There it was, right there on page one of Thursday’s New York Times: “White House Affirms Deal on Drug Cost: Will Block Any Move for Added Savings.”
Yessir, those good folks at big Pharma have pledged to cut costs by $80 billion over the next decade, which is chump change to one of the richest industries in the country. That’s $8bn a year, less than one-tenth of the total cost of the proposed healthcare reform.
As always, the details are fuzzy.
What is important is the message the White House has sent: nobody, but nobody, is going to fuck with Obama’s corporate handlers.
It seems that after big Pharma cut their deal with the White House, Congress started making noises about gouging bigger cuts out of the industry. Not that big Pharma had anything to worry about. They are one of Congress’s major shareholders, and congressvolk never bite the hand that feeds them.
But it was the principle of the thing that mattered, so the White House assured them that Obama would block any cuts over and above the $80 billion agreed upon in a closed-door meeting that excluded any of the people’s representatives.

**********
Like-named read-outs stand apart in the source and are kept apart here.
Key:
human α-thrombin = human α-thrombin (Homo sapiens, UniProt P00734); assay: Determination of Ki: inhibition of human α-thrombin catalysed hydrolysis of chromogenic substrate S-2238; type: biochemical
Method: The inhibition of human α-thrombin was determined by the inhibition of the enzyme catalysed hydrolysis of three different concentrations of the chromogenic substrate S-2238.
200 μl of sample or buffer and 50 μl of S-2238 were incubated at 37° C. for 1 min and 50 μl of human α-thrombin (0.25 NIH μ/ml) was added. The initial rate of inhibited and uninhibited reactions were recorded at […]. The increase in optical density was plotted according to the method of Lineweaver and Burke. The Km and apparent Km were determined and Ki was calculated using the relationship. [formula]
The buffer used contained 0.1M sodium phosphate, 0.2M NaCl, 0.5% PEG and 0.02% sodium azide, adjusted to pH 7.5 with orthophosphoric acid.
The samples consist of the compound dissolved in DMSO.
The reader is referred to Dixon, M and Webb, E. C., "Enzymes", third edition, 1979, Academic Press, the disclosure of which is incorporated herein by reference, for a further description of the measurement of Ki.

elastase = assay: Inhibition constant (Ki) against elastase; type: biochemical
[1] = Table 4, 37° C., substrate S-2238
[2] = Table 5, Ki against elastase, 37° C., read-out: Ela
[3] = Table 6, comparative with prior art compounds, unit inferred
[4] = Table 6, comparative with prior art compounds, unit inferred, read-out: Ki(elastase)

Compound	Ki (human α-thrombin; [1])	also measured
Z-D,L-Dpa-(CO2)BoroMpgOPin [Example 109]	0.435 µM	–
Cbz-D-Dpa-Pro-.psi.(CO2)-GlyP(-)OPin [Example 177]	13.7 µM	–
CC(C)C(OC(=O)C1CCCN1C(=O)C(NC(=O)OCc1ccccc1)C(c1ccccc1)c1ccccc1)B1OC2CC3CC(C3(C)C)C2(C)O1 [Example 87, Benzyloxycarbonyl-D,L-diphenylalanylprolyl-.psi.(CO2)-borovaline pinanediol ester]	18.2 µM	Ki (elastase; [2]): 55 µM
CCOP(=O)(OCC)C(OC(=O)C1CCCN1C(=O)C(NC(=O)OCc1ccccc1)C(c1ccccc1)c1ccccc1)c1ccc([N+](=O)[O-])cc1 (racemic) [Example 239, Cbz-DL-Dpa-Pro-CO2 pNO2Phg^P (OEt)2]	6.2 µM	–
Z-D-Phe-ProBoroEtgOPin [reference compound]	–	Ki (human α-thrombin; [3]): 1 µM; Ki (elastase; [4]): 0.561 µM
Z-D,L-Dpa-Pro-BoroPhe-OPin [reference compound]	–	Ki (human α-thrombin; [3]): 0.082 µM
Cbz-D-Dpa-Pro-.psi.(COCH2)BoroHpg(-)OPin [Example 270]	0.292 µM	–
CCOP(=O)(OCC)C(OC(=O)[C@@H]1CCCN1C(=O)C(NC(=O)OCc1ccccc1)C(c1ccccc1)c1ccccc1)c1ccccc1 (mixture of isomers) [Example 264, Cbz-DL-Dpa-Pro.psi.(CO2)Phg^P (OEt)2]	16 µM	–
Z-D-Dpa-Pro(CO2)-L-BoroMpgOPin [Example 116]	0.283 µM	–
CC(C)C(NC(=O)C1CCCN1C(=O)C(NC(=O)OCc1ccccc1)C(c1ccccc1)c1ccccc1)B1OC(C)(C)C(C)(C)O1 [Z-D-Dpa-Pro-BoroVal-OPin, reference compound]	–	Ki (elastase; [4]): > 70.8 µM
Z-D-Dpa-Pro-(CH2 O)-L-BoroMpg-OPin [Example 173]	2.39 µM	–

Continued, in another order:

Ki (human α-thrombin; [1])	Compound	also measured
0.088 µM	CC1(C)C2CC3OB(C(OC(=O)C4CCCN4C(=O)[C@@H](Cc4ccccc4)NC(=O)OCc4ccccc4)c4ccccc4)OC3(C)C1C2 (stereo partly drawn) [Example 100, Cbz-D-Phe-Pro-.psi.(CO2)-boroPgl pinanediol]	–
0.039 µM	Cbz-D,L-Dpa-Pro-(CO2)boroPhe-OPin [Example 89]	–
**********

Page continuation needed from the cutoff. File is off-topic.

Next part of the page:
As White House Chief of Staff Jim Messina explained, “The president encouraged this approach. He wanted to bring all the parties to the table to discuss health insurance reform.”
All parties, that is, except the public.
The $80 billion is not really a cut. Rather it’s a marketing expense because any sort of public health plan can only benefit big Pharma. If the forty-plus million individuals now uninsured are given coverage, then it follows that a large percentage of them are going to need the drugs they currently can’t afford, which will translate into more sales and more profits.
Even the industry’s promise to help seniors by cutting the price of brand-name drugs by fifty percent will boost their profits. Their thinking is that this will lure many seniors away from the generic drugs they now buy in order to have enough money to put food on their tables.
So, let’s look at an example of this “benefit.” I have acid reflux. My doctor first prescribed Nexium, which cost me $215 a month. When I complained about the price, he switched me to Omeprazole, which costs me $15 a month.
If big Pharma comes to my rescue and cuts the price of Nexium by fifty percent, that means I’ll be able to get the drug for 107.50 and that will yield me a net loss of $92.50 a month.
So the spin spins and the dance goes on; sweet songs are sung into the microphones while deals are cut in back rooms.
I guess that’s the change we can believe in.
 Consumer Reports. September, 2009.